It is believed that between 250 and 500 cases/100.000 individuals per year are attributable to sepsis, making up between 4 and 6% of all hospital admissions. Sepsis has been named 1 of the world’s most pressing health issues and is also the leading cause of healthcare expenditures. There is little data on how the management of sepsis-associated organ failure has changed and whether or not it has contributed to a decrease in mortality, even though there have been significant advances in the care of septic patients in recent years. Hospital discharge records from the Minimum Basic Data Set Acute-Care Hospitals (CMBD-HA in Catalan language) for the Catalan Health System (CatSalut). All Catalan acute care hospitals, both public and private, are required to report patient admissions to the CMBD-HA registry. The combination of an infection and the failure of at least one organ was traditionally used to diagnose sepsis. The presence of sepsis in hospitalized patients was identified using the ICD-9-CM (from 2005 to 2017) and ICD-10-CM (2018 and 2019) codes used to identify acute organ dysfunction and infectious processes. During the study period (2005-2019), sepsis affected 296,554 out of 11,916,974 hospital discharges. From 2005 to 2019, the average yearly incidence of sepsis in the population rose from 144.5 to 410.1 per 100,000 people. About 21% of patients had a multi-organ failure, and 26% had bacteremia. The most common organ failure was renal (56.8%), followed by cardiovascular (24.2%). Hospital mortality was 19.5% during the study period. However, it steadily declined from 25.7% in 2005 to 17.9% in 2019 (P<0.0001). Cardiovascular failure deaths have dropped the most dramatically, from 47.3% in 2005 to 31.2% in 2019 (P<0.0001). Similarly, there has been a significant decline in the median fatality rate due to renal and respiratory failure in sepsis in recent years (P<0.0001). In recent years, sepsis in the United States has risen. However, death rates in hospitals have dropped dramatically. With the exception of liver failure, all other types of organ failure in septic patients have shown a statistically significant reduction in related mortality.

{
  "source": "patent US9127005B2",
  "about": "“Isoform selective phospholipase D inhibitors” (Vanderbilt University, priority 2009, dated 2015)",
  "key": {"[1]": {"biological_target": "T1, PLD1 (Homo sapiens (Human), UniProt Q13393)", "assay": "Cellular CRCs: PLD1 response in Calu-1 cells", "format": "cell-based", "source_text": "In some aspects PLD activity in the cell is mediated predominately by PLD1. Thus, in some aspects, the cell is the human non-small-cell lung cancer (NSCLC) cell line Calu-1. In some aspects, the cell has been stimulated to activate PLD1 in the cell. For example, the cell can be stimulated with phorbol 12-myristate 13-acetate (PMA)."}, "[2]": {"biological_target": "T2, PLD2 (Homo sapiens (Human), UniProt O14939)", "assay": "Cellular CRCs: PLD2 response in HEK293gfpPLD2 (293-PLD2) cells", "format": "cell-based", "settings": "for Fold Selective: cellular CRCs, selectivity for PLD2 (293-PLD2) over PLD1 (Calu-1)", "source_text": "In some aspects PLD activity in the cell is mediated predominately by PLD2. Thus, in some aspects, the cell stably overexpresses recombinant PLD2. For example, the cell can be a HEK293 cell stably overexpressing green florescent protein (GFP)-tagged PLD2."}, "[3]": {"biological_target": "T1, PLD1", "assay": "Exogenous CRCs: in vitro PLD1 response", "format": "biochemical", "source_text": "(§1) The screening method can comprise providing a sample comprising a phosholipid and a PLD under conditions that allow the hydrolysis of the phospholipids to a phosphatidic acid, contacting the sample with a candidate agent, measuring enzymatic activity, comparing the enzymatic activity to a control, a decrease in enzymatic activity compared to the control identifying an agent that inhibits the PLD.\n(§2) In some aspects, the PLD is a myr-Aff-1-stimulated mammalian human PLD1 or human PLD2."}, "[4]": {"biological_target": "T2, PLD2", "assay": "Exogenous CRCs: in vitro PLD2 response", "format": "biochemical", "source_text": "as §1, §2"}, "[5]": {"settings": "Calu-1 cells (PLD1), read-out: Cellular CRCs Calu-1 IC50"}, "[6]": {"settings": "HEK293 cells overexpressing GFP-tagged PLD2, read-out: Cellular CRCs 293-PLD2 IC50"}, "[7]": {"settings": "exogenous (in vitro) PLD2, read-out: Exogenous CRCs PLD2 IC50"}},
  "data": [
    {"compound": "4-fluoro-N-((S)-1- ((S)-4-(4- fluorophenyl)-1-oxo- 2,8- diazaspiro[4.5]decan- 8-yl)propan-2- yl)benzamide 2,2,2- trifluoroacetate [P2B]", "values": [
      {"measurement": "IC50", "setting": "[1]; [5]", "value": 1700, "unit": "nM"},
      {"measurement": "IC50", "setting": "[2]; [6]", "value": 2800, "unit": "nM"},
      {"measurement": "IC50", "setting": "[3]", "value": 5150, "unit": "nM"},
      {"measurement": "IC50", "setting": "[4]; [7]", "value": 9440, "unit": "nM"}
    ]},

Source: ccforum.biomedcentral.com/articles/10.1186/s13054-022-04176-w